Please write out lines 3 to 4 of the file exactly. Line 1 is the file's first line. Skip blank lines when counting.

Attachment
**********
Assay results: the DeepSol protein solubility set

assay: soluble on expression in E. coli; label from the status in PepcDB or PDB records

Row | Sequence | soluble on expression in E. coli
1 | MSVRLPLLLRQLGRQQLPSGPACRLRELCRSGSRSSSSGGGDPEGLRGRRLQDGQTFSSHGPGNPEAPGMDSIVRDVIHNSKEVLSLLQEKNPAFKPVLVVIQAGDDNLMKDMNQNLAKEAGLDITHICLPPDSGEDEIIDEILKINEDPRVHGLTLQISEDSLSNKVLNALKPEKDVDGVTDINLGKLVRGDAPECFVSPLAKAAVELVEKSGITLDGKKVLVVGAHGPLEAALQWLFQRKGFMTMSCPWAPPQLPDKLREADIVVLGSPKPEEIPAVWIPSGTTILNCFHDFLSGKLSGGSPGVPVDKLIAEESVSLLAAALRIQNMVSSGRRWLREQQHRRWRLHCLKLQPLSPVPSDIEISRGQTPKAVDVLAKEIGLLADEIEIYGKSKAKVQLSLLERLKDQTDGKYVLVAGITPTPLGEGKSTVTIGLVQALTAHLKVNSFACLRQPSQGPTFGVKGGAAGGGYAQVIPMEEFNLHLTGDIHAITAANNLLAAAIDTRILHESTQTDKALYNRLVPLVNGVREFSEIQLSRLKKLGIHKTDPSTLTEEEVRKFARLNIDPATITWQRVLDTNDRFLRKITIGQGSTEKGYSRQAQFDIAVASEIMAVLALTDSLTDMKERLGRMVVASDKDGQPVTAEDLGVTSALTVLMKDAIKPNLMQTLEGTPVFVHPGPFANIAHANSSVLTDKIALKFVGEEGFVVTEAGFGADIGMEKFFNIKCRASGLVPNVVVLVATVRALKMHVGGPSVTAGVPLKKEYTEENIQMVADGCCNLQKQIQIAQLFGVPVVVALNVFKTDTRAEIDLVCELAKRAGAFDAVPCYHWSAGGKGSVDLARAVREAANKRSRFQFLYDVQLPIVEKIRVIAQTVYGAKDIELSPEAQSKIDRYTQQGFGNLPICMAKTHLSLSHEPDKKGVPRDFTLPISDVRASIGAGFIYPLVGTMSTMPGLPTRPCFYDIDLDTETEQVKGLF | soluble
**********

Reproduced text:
Row | Sequence | soluble on expression in E. coli
1 | MSVRLPLLLRQLGRQQLPSGPACRLRELCRSGSRSSSSGGGDPEGLRGRRLQDGQTFSSHGPGNPEAPGMDSIVRDVIHNSKEVLSLLQEKNPAFKPVLVVIQAGDDNLMKDMNQNLAKEAGLDITHICLPPDSGEDEIIDEILKINEDPRVHGLTLQISEDSLSNKVLNALKPEKDVDGVTDINLGKLVRGDAPECFVSPLAKAAVELVEKSGITLDGKKVLVVGAHGPLEAALQWLFQRKGFMTMSCPWAPPQLPDKLREADIVVLGSPKPEEIPAVWIPSGTTILNCFHDFLSGKLSGGSPGVPVDKLIAEESVSLLAAALRIQNMVSSGRRWLREQQHRRWRLHCLKLQPLSPVPSDIEISRGQTPKAVDVLAKEIGLLADEIEIYGKSKAKVQLSLLERLKDQTDGKYVLVAGITPTPLGEGKSTVTIGLVQALTAHLKVNSFACLRQPSQGPTFGVKGGAAGGGYAQVIPMEEFNLHLTGDIHAITAANNLLAAAIDTRILHESTQTDKALYNRLVPLVNGVREFSEIQLSRLKKLGIHKTDPSTLTEEEVRKFARLNIDPATITWQRVLDTNDRFLRKITIGQGSTEKGYSRQAQFDIAVASEIMAVLALTDSLTDMKERLGRMVVASDKDGQPVTAEDLGVTSALTVLMKDAIKPNLMQTLEGTPVFVHPGPFANIAHANSSVLTDKIALKFVGEEGFVVTEAGFGADIGMEKFFNIKCRASGLVPNVVVLVATVRALKMHVGGPSVTAGVPLKKEYTEENIQMVADGCCNLQKQIQIAQLFGVPVVVALNVFKTDTRAEIDLVCELAKRAGAFDAVPCYHWSAGGKGSVDLARAVREAANKRSRFQFLYDVQLPIVEKIRVIAQTVYGAKDIELSPEAQSKIDRYTQQGFGNLPICMAKTHLSLSHEPDKKGVPRDFTLPISDVRASIGAGFIYPLVGTMSTMPGLPTRPCFYDIDLDTETEQVKGLF | soluble